Working Class Artist: Wiola Ujazdowska Speaks For Immigrants In Iceland

Working Class Artist: Wiola Ujazdowska Speaks For Immigrants In Iceland

Published August 14, 2020

Working Class Artist: Wiola Ujazdowska Speaks For Immigrants In Iceland
Sam O'Donnell
Photo by
Wiola Ujazdowska

Wiola Ujazdowska was born in the Polish city of Toruń, where she studied art history and painting. In 2014, she accepted an internship with the Living Art Museum and moved to Iceland. Since then, she has been active in the art scene here, engaging in a number of different projects.

These days she focuses on video, performance and installation rather than painting. Her inspirations and mentors are performance artists, namely Joseph Beuys and Mierle Laderman Ukeles.

Inspirations for the artist

Joseph Beuys was a firm believer that everyone is an artist. He said his greatest work as an artist was education, and Wiola sees him as a mentor. “His works definitely had a huge impact on me,” she says.

Mierle Laderman Ukeles was a New York based artist who created the idea of maintenance art. She worked as a janitor, cleaning museums in New York City. As a working wife and mother, she didn’t have time to create art in a conventional sense, so she made these household actions an art. “Her works have influenced me to focus on the working class immigrants and people who are usually invisible for art and society in general,” Wiola says.

“Often the voice of other groups is not heard, and very often the art world doesn’t want to hear it.”

Perhaps the biggest impact Mierle’s work has had on Wiola is ‘Touch Sanitation,’ a milestone of performance art in which she met over 8,500 employees of the New York Sanitation department, shaking hands with each of them and saying “Thank you for keeping New York City alive.”

The Scandinavian Dream

This focus on the working class spoke directly to Wiola, and inspired her to make performance art. In June, she did a performance at the Reykjavík City Library where she vacuumed up the words “Scandinavian Dream.” She says that this is a commentary on how Iceland treats the working class. “There is this idea that Scandinavia is seen as this egalitarian kind of Utopia for many people,” she says. “But the truth is that it’s not so colourful and it’s not a dream. There is a lot of xenophobia and inequality.”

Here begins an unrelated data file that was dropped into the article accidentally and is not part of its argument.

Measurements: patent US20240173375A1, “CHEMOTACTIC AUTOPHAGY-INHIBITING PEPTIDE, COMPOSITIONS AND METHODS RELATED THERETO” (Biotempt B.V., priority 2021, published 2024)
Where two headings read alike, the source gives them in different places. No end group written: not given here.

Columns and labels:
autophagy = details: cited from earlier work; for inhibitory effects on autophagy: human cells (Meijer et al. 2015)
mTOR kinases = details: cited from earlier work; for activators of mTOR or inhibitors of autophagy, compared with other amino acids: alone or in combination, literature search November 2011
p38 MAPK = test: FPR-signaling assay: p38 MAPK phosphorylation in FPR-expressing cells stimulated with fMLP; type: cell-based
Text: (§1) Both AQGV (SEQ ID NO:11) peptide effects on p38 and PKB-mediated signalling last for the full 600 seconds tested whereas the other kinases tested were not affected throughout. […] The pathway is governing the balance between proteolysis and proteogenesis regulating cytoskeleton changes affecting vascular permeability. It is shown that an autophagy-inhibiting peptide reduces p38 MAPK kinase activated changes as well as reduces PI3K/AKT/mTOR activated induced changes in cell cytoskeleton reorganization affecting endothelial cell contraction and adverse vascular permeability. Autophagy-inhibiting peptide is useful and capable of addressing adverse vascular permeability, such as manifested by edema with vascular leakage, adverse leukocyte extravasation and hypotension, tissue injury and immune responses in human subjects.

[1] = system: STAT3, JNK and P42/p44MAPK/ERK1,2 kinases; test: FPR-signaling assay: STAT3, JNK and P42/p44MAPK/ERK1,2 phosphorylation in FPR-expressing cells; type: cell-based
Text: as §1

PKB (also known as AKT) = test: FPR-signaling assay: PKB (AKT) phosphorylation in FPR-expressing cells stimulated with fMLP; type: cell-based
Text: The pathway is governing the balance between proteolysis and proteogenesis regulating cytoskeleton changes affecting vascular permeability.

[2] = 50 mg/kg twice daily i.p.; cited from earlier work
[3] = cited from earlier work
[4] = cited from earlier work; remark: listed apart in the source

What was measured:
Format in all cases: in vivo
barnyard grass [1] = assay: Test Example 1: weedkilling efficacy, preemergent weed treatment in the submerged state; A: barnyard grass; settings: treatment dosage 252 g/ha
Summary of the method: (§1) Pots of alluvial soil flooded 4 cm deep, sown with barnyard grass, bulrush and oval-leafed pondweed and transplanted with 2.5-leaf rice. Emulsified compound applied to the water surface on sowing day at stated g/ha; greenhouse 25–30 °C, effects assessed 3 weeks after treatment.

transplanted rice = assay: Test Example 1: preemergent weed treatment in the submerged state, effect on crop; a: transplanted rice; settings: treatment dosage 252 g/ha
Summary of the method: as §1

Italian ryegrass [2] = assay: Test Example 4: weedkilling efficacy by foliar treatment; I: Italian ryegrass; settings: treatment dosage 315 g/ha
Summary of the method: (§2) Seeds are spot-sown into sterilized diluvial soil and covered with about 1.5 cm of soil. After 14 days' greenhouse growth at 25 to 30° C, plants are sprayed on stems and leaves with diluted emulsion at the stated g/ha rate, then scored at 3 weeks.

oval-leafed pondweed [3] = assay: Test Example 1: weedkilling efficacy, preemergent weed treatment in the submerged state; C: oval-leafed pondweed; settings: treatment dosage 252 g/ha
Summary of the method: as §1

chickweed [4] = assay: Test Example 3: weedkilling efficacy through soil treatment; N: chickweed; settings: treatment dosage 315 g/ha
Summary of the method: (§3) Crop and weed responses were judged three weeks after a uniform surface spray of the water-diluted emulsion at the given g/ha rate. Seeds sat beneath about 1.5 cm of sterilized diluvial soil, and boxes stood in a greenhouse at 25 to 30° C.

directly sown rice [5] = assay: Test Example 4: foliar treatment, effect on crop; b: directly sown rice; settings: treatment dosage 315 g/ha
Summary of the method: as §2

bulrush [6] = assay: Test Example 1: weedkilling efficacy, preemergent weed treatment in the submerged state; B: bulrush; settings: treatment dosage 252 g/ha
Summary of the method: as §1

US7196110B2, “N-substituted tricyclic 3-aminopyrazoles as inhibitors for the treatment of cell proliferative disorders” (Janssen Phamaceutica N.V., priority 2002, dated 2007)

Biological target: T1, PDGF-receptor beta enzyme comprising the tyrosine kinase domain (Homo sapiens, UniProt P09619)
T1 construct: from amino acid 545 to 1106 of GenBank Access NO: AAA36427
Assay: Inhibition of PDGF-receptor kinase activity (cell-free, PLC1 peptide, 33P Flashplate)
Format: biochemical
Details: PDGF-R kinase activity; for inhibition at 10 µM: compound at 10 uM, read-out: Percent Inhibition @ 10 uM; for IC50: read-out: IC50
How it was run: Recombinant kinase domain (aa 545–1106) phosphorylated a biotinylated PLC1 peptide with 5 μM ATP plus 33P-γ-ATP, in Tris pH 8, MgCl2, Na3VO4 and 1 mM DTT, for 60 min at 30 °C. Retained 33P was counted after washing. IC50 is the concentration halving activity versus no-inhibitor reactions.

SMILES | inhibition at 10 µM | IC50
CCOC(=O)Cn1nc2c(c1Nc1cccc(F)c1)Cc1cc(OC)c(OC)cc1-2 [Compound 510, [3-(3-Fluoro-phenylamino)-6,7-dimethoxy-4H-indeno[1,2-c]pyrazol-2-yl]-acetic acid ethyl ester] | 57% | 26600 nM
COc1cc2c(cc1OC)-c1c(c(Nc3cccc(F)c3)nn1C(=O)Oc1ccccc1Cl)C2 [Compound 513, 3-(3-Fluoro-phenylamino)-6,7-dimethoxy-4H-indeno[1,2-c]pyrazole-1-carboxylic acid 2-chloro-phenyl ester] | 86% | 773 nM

Her own history is something that draws her to this topic. “I’m actually the first person in my family to have a higher education,” she says. Her parents and the people she grew up with were all working class. She has experience as a housekeeper, which she feels is integral to the tone of her art. “Often the voice of other groups is not heard, and very often the art world doesn’t want to hear it.”

Recent and upcoming stuff

In September, she will be involved in an exhibition called Common Ground, which features Icelandic artists, as well as Polish and Lithuanian artists living in Iceland. She will be displaying artwork that is inspired and based on the fire on Bræðraborgarstígur. “It shows that there are some spots in the system that allow for people to be used, especially foreign and temporary workers,” she says.

From now until the 24th of August, she is in the eastern part of the country, working as a producer-slash-curator-slash-artist of the VOR/WIOSNA festival featuring art from Polish people living in Iceland. The festival doesn’t feature art from Poles in Poland. “We present and promote and talk about Polish minorities here because I think it’s different circumstances.”

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